Sierra Swan is the daughter of Billy Swan, who
had a pop hit with "I Can Help" way back in 1974. But
while her dad's music can best be characterized as neo-rockabilly,
the younger Swan leans toward the serious singer/songwriter end
of the musical spectrum.
One of her primary artistic models is Aimee Man, who co-wrote
and sings on "Get Down to It." But unfortunately, this
track sounds the other way around - as if Swan is actually singing
with Mann on one of her CDs. If this were the only track where
Swan seemed to be Zelig-ing somebody else's art it wouldn't be
such a bad thing. But it happens again with "Lucky Scar,"
which already has a bad-pun-for-a-title strike against it. This
time, Swan sings it in K.D. Lang's languid, faux-western
style. And even though Lang didn't come along for this particular
cowgirl ride, it sure plays out like a track by that angel with
a lariat. Swan is a little too close to her idols for comfort.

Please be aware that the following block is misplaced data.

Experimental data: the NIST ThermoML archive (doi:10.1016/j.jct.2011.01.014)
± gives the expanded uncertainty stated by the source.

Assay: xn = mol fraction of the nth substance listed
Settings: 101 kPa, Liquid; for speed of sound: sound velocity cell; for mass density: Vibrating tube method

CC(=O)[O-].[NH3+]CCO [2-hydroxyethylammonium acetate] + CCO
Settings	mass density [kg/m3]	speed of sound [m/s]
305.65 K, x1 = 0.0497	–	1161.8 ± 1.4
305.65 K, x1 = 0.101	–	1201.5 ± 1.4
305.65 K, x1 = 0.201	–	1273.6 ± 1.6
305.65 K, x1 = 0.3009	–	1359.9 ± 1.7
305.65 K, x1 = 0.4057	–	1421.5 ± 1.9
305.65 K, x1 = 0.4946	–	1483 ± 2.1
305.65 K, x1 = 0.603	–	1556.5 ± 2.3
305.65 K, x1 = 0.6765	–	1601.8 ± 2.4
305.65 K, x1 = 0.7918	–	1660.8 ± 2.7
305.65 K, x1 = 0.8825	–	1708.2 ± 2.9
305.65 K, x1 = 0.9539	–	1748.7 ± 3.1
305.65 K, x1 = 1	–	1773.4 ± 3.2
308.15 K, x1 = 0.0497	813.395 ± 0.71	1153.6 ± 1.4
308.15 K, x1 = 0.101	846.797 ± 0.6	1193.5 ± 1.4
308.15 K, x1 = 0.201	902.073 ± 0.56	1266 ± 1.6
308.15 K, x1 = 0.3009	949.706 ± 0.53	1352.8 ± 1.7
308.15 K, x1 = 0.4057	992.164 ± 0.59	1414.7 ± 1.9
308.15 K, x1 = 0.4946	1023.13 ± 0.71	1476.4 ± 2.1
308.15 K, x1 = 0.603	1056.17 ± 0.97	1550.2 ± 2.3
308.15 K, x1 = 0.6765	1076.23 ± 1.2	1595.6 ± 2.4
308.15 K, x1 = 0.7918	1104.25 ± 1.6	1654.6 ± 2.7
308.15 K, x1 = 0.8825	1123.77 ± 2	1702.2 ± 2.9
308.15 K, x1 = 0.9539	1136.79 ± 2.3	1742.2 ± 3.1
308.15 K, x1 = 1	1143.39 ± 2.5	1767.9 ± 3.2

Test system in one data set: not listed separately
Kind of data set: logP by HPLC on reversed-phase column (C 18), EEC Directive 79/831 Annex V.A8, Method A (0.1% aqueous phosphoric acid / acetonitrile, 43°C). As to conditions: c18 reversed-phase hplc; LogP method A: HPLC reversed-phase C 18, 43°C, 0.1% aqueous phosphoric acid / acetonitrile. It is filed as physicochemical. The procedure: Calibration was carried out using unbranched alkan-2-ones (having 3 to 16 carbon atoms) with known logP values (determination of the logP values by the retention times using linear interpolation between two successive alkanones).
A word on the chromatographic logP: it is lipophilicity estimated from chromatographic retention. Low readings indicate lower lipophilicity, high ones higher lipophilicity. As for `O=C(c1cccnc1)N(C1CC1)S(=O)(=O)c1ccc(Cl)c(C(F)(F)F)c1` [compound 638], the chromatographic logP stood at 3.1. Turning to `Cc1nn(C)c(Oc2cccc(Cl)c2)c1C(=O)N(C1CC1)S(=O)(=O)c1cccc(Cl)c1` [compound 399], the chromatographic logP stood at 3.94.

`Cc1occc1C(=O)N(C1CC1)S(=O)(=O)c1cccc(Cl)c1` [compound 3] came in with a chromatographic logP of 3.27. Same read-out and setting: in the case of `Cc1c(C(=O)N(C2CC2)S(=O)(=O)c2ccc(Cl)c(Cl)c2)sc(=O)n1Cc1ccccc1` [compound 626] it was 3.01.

Swan saves the best for last with "Mother." It's about
a mother who dies (Swan's mom, perhaps?), where the singer wonders
aloud if this parent is sitting up there with Jesus, Joseph, and
Mary. It's not clear if Swan share's this woman's faith, but it's
a moving track nonetheless.
Obviously, Interscope believes in Swan big time because Linda
Perry's name is all over this disc's credits. In the past,
Perry has also helped write for and/or produce high profile gals
such as Gwen Stefani, Pink, and Christina Aguilera.
But whether her songs are piano-driven ("Dr. Loverboy"),
string-propelled ("The Ladder"), or rocking ("Shakedown"),
Swan's unique voice never quite emerges out of the mix.
To borrow the name of a soft drink, the real Sierra is sadly
2. Don't Say
1. Copper Red
3. Get Down to It
4. Dr. Loverboy
5. The Ladder
7. Trouble Is
8. Lucky Scar
10. Just Tell Me
e-mail the chief
Like this article?
it to a friend!